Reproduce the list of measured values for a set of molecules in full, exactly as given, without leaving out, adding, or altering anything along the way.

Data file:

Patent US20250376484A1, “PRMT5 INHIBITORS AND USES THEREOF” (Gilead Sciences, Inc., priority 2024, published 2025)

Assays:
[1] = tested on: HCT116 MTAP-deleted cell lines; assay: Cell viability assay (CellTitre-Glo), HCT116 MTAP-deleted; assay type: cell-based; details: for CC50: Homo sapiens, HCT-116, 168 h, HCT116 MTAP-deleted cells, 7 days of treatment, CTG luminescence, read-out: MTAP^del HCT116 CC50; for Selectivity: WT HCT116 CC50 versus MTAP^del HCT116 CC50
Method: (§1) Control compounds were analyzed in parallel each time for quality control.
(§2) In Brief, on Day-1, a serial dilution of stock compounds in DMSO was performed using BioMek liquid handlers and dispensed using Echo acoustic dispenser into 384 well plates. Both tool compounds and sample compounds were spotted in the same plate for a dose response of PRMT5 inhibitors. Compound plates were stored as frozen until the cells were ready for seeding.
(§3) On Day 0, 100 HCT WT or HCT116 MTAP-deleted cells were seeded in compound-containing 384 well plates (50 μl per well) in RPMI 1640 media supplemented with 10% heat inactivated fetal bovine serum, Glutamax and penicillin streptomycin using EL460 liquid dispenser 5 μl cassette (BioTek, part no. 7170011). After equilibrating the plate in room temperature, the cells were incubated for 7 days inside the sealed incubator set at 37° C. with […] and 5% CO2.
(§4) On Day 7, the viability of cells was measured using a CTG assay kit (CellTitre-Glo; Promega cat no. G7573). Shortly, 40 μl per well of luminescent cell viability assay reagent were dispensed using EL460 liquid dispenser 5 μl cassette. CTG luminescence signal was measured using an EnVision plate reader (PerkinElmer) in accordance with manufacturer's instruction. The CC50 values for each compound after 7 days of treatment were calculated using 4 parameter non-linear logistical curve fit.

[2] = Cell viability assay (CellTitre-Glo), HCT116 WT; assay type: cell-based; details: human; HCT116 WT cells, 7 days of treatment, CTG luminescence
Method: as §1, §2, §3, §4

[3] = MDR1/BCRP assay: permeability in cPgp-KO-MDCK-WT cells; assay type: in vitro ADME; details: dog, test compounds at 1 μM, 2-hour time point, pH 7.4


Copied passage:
Patent US20250376484A1, “PRMT5 INHIBITORS AND USES THEREOF” (Gilead Sciences, Inc., priority 2024, published 2025)

Assays:
[1] = tested on: HCT116 MTAP-deleted cell lines; assay: Cell viability assay (CellTitre-Glo), HCT116 MTAP-deleted; assay type: cell-based; details: for CC50: Homo sapiens, HCT-116, 168 h, HCT116 MTAP-deleted cells, 7 days of treatment, CTG luminescence, read-out: MTAP^del HCT116 CC50; for Selectivity: WT HCT116 CC50 versus MTAP^del HCT116 CC50
Method: (§1) Control compounds were analyzed in parallel each time for quality control.
(§2) In Brief, on Day-1, a serial dilution of stock compounds in DMSO was performed using BioMek liquid handlers and dispensed using Echo acoustic dispenser into 384 well plates. Both tool compounds and sample compounds were spotted in the same plate for a dose response of PRMT5 inhibitors. Compound plates were stored as frozen until the cells were ready for seeding.
(§3) On Day 0, 100 HCT WT or HCT116 MTAP-deleted cells were seeded in compound-containing 384 well plates (50 μl per well) in RPMI 1640 media supplemented with 10% heat inactivated fetal bovine serum, Glutamax and penicillin streptomycin using EL460 liquid dispenser 5 μl cassette (BioTek, part no. 7170011). After equilibrating the plate in room temperature, the cells were incubated for 7 days inside the sealed incubator set at 37° C. with […] and 5% CO2.
(§4) On Day 7, the viability of cells was measured using a CTG assay kit (CellTitre-Glo; Promega cat no. G7573). Shortly, 40 μl per well of luminescent cell viability assay reagent were dispensed using EL460 liquid dispenser 5 μl cassette. CTG luminescence signal was measured using an EnVision plate reader (PerkinElmer) in accordance with manufacturer's instruction. The CC50 values for each compound after 7 days of treatment were calculated using 4 parameter non-linear logistical curve fit.

[2] = Cell viability assay (CellTitre-Glo), HCT116 WT; assay type: cell-based; details: human; HCT116 WT cells, 7 days of treatment, CTG luminescence
Method: as §1, §2, §3, §4

[3] = MDR1/BCRP assay: permeability in cPgp-KO-MDCK-WT cells; assay type: in vitro ADME; details: dog, test compounds at 1 μM, 2-hour time point, pH 7.4